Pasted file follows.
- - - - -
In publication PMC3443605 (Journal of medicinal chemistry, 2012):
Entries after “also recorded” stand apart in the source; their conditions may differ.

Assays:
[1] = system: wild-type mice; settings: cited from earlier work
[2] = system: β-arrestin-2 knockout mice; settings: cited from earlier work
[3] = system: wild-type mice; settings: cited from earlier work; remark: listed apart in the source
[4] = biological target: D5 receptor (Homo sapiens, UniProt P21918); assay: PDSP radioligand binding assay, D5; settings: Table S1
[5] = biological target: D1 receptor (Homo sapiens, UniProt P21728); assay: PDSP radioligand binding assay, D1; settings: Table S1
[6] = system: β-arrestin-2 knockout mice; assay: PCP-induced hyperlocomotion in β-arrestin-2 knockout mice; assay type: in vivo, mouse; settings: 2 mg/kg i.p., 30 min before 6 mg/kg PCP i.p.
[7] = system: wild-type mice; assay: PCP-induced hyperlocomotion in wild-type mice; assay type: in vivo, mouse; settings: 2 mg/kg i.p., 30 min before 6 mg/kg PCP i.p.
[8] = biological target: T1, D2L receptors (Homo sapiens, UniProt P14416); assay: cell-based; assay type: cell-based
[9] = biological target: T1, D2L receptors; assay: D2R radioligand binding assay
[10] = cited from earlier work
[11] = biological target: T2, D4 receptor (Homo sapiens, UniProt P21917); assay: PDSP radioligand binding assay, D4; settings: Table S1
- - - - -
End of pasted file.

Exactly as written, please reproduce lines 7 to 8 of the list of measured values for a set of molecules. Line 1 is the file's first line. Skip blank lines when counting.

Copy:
[4] = biological target: D5 receptor (Homo sapiens, UniProt P21918); assay: PDSP radioligand binding assay, D5; settings: Table S1
[5] = biological target: D1 receptor (Homo sapiens, UniProt P21728); assay: PDSP radioligand binding assay, D1; settings: Table S1